Perfect Blue

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Perfect Blue anime DVD cover

DirectorSatoshi Kon
GenreSuspense, psychological thriller, horror
Release year1998
Purchase DVDClick here to purchase from Amazon.

Today, we are going to look at the first feature film of animator Satoshi Kon, Perfect Blue. Satoshi Kon was best known for his surreal works that blur the line between reality and dreams, having directed four successful movies and one successful anime series Paranoia Agent. He was pretty much the David Lynch of the anime world, birthing some terrifying creations that makes us question how deeply we can sink into dark places. If anything, Perfect Blue is the perfect place to start if you’re browsing Kon’s works. It establishes the general tone of his movies, a disorienting and unsettling trip into the human psyche.


From Pop Idol to Actress

Perfect Blue anime movie CHAM! Mima Kirigoe, Rei and Yukiko

Mima Kirigoe was the lead singer of the J-pop group known as CHAM!, a career that she was originally passionate about. Feeling restricted by her current lifestyle, she left the group to pursue a new career as an actress, something that she was serious about and hoped to make it big at.

Perfect Blue anime movie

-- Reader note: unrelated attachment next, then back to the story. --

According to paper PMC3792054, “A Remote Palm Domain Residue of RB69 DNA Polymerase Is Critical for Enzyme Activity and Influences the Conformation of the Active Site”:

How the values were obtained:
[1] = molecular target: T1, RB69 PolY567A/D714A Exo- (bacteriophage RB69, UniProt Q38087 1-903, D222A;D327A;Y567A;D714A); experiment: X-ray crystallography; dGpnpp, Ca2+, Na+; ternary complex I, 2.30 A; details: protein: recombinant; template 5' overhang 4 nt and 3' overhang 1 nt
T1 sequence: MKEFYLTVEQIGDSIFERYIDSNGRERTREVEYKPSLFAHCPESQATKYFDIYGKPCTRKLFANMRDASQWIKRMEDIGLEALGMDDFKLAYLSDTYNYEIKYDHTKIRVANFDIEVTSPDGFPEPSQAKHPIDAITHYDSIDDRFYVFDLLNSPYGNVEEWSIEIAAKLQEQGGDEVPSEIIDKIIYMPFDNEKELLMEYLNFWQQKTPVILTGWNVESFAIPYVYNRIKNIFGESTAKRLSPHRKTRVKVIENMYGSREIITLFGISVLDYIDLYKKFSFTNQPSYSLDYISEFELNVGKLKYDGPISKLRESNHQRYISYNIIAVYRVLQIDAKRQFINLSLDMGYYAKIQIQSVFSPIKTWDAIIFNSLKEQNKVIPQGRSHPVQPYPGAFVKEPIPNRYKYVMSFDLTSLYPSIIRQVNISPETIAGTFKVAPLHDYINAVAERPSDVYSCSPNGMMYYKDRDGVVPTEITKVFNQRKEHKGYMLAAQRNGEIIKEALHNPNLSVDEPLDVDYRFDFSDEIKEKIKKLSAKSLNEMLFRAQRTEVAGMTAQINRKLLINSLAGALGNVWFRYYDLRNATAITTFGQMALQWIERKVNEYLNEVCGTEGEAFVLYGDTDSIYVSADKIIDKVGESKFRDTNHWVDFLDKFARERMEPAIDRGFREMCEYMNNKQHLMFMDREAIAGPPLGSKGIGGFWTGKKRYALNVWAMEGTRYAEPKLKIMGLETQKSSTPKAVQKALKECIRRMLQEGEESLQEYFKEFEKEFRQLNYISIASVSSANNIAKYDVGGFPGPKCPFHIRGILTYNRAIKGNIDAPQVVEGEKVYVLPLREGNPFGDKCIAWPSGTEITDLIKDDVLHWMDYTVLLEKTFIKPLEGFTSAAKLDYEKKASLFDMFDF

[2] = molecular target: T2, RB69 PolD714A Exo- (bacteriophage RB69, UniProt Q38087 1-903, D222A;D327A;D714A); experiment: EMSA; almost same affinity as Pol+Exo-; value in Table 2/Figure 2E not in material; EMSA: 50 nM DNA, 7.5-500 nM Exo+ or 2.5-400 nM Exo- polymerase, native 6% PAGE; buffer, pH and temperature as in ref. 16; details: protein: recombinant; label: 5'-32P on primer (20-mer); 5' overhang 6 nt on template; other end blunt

But ever since her decision, something mysterious begins to transpire. She received threatening messages and silent phone calls. There”s a website about her called Mima’s Room, which makes her private thoughts available to the public. Furthermore, she has a stalker.

Guiding Mima through her new acting career is Rumi Hidaka, a former pop idol who was concerned with Mima’s choices. Mima’s first role would be in a small crime drama series called Double Bind. With the production staff realizing Mima’s strong potential in acting, they decided to make more use of her.

Perfect Blue anime movie Mima Kirigoe

And things get more progressively disturbing. The production staff wanted to cast Mima as a rape victim at a strip club, who would eventually turn into a murderer. While this controversial role does frighten Mima a bit, she went along with it in hopes that it would grow her career.

Perfect Blue anime movie Mima Kirigoe rape scene

And we get to one of the most disturbing parts of Perfect Blue. While it was clearly established that this scene was still just an act, this rape scene was still realistic in its execution and very hard to watch. From her perspective, Mima was surrounded by horny and aggressive men while one of them had his way with her. While still part of just show business and she wasn’t actually getting raped, this realistic portrayal still traumatized her (and by extension, her manager Rumi).


The Persona and the Shadow

Perfect Blue anime movie Mima Kirigoe

But this has yet to be the last straw that breaks the camel’s back. The rape scene made Mima very insecure about herself and question her choices, blurring her perception between reality and make-believe. Her pop idol persona seemed to have taken a life of her own, mocking the actress Mima for being “filthy” and “tarnished.” This pattern continued throughout Perfect Blue, forcing Mima to hallucinate and see bizarre things.